My first knowledge of computers were what I saw on futuristic television programs such as Thunderbirds, Joe 90, Space 1999 and UFO. Massive wheels full of tape spinning back and forth as they bleeped and flashed their lights.
At school we did not even have calculators, although one school I attended was one of the first to use Accumulators. It wasaround 1973/74 we were first offered the choice of Computer Studies, although it would be over 2 years before we even saw a computer in person. After drawing endless Flow-Diagrams we finally got on to producing the required punch cards, jabbing at the little boxes to push out the block, and normally stabbing fingers in the process.
The nearest we ever got to a calculator of computer whilst at school.
We started 'Computer Science' in the 70's, all through the school term we would punch out endless punch cards.
Finally at the end of the year we were taken to the Woolwich Polytechnic Computing Cetre, our stacks of cards fed into a machine that converted them to punch tape.
The punch tape was then fed to another machine that put the info on a vacuum disk. This was then fitted to a machine against the wall, which printed the end result of our work. A letterhead and addressed envelope!
After leaving school in 1975 the nearest thing to a computer available at home was 'Pong'. A tennis game that you played on a television set.
The version I had came with a gun as well as controllers, you could shoot at a moving dot on screen.
Although the BBC released a home computer it was far beyond what most people could afford. It was Clive Sinclair's ZX81 and then the ZX Spectrum that really opened up the computing world to all.
There was no mouse, everything was done using buttons. Joysticks could be bought to make games easier, but these needed an interface to connect to the computer.
There were really only 2 intefaces for the spectrum, the Kempston and the Ram-Turbo which had a built in cartridge port.
Printing on special and expensive 4" wide thermal paper was ok for printing out code, but no good for writing anything else.
To keep all the computers leads and bits together cases were made. However there was no room in them for the required cassette recorder.
The computer did very little on its own, it needed programs loaded on via a cassette recorder which also saved the programs you created.
Many made fun of the Spectrum because of its rubber keys, it was not any good for authoring books, but spreadsheet and database programs were available. They came with a cassette full of educational and demonstration programs and a BASIC maual that taught you step by step how to write your own programs. It was an excellent start into programming and I created many useful programs of my own. I also worked with a friend who was an ex air traffic controller and between us developed a full simulation game, this was bought from us by Andrew Hewson who released it as 'Heathrow Air Traffic Control'.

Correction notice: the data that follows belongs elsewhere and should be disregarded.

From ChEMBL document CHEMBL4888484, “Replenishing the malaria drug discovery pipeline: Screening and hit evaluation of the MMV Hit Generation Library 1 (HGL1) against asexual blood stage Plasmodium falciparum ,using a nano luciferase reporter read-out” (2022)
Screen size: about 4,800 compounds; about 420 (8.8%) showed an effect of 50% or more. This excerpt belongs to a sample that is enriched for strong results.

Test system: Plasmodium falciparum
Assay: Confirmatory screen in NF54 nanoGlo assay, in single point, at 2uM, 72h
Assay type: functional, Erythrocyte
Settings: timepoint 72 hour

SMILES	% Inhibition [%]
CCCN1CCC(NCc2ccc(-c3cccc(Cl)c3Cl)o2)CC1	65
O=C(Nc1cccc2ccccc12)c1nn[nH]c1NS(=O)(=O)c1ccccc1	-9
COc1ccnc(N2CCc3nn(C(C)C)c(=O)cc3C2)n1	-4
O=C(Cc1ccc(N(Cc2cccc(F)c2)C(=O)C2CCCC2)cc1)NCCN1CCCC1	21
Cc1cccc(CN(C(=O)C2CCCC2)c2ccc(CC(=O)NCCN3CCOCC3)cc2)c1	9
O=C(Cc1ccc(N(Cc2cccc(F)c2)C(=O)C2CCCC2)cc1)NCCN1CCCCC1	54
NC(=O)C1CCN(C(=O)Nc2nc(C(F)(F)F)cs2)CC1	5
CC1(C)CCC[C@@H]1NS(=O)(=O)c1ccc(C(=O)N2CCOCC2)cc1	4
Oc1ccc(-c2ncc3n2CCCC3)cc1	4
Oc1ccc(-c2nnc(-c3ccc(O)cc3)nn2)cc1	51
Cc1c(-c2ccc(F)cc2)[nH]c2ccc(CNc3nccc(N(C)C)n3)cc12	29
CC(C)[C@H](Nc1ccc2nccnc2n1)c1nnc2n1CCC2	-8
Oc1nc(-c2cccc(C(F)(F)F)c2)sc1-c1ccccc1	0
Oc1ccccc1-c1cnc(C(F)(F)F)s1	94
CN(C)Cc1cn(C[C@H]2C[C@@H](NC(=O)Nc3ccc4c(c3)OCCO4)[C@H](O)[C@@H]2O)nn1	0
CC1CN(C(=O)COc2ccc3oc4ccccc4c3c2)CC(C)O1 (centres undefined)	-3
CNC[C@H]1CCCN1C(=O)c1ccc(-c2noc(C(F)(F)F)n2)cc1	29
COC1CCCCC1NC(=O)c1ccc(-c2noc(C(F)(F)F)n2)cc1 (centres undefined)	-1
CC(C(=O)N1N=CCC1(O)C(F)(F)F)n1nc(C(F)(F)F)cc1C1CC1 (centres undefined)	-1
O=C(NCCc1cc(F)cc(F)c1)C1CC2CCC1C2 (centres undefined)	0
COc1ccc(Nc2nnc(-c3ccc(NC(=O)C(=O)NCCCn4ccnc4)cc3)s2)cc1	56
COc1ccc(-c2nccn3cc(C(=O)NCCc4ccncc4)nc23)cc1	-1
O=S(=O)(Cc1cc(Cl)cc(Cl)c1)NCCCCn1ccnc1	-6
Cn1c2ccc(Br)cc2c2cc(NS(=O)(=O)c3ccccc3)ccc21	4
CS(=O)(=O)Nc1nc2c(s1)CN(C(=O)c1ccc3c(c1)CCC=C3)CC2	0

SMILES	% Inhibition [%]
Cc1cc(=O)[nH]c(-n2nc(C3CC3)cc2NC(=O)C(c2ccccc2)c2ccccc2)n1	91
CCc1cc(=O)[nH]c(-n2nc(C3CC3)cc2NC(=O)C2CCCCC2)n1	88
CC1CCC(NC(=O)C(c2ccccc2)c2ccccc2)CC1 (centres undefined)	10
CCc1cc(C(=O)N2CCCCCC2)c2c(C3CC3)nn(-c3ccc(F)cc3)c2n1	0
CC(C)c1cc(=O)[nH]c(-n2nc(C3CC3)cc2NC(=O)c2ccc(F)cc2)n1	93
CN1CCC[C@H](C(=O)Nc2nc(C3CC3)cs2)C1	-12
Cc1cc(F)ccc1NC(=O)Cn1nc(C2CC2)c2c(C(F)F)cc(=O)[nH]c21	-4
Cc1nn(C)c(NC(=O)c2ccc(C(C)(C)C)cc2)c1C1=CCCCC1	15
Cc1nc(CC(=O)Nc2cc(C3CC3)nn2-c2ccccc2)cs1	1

As Amstrad started producing their competetive computer with a real keyboard, Sinclair redesigned the Spectrum into the Spectrum+. Variations later came from this with with built in tape decks, disk drive versions.
The original Spectrum had 32k of memory, a newer version was designed with 128k.
Amstrad came up with their version that had a real keyboard and built-in tape deck. but it was green screen.
They later released a colour version.
The software was not compatible between the two makes.
MY FIRST IBM STYLE PERSONAL COMPUTER
It cost me over £1600.00 in 1986. At the time it was a field leader with both 7" floppy disk drive and a massive 20 megabyte hard disk.
All programs were extras, so the word-processing software and spreadsheet program would of cost another £100 or so, then of course you had to have a printer. But It did come with a mouse !
The PC1640 was a sturdy workhorse, I used it for many years without any issues, and sold it on when I eventually upgraded.
Display quality at first was poor, but it improved with colour computers and hasn't stopped improving since.
The Amstrad PC 1640 came with GEM, (Graphics Environment Manager). This was way before even Windows 3.1 and much easier to use even after 3.1's release.
You could copy, paste, delete and move files between folders using the mouse. It removed the need for basic programming knowledge. It also had in-built calculator and graphics paint program.
The big names in business computing were still making personal computers, IBM made the forerunner of the laptop with its 'Portable', this should of been called 'Luggable' as it weighed as much as large car battery and had a tiny built-in 6" green screen.
I have had many computers since the Amstrad PC 1640, seen the gradual blending of computer operating systems so that all used the same, this enabled them to use the same software and be able talk to each other over a Network.
There have been a range of Operating Systems, BASIC, C, C+, Linux and of course Microsoft Windows. Now there are just a few left with the majority using Windows, with a few using Linnux or Apple Macintosh systems. But now even those can communicate between them.
I have done so much using a PC over the years, I have written many books, created many databases and spreadsheets, produced endless graphics, and made many websites.
I use my PC for everything, as a Jukebox for my over 30,000 music tracks, player for my many films and photographs, to watch TV, to track my banking and my health, for learning, for teaching, and the biggest of all Communicating with people all over the world.
My 40" Flat Screen display is just one of two, and I have several older computers still active and linked together. I do have laptops, but prefer to sit at my desk with much larger screens, a mouse and a traditional keyboard.